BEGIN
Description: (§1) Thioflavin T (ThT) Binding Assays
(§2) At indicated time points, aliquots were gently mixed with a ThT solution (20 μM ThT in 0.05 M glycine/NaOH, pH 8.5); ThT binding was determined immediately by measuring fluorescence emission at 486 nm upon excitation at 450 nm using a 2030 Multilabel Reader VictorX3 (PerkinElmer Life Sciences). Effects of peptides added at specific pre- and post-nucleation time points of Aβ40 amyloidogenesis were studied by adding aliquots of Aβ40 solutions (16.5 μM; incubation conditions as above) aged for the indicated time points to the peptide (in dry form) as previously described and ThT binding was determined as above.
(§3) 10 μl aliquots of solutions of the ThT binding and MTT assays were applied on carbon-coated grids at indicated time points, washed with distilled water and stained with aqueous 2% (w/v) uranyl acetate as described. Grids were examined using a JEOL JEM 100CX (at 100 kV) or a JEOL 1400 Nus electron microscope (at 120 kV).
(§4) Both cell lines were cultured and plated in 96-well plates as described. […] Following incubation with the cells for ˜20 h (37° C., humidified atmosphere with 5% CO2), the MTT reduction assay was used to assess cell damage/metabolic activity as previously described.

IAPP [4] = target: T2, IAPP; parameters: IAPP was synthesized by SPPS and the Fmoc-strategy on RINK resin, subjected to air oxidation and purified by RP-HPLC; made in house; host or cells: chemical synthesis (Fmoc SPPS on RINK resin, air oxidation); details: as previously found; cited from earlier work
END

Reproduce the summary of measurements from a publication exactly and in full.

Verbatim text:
Description: (§1) Thioflavin T (ThT) Binding Assays
(§2) At indicated time points, aliquots were gently mixed with a ThT solution (20 μM ThT in 0.05 M glycine/NaOH, pH 8.5); ThT binding was determined immediately by measuring fluorescence emission at 486 nm upon excitation at 450 nm using a 2030 Multilabel Reader VictorX3 (PerkinElmer Life Sciences). Effects of peptides added at specific pre- and post-nucleation time points of Aβ40 amyloidogenesis were studied by adding aliquots of Aβ40 solutions (16.5 μM; incubation conditions as above) aged for the indicated time points to the peptide (in dry form) as previously described and ThT binding was determined as above.
(§3) 10 μl aliquots of solutions of the ThT binding and MTT assays were applied on carbon-coated grids at indicated time points, washed with distilled water and stained with aqueous 2% (w/v) uranyl acetate as described. Grids were examined using a JEOL JEM 100CX (at 100 kV) or a JEOL 1400 Nus electron microscope (at 120 kV).
(§4) Both cell lines were cultured and plated in 96-well plates as described. […] Following incubation with the cells for ˜20 h (37° C., humidified atmosphere with 5% CO2), the MTT reduction assay was used to assess cell damage/metabolic activity as previously described.

IAPP [4] = target: T2, IAPP; parameters: IAPP was synthesized by SPPS and the Fmoc-strategy on RINK resin, subjected to air oxidation and purified by RP-HPLC; made in house; host or cells: chemical synthesis (Fmoc SPPS on RINK resin, air oxidation); details: as previously found; cited from earlier work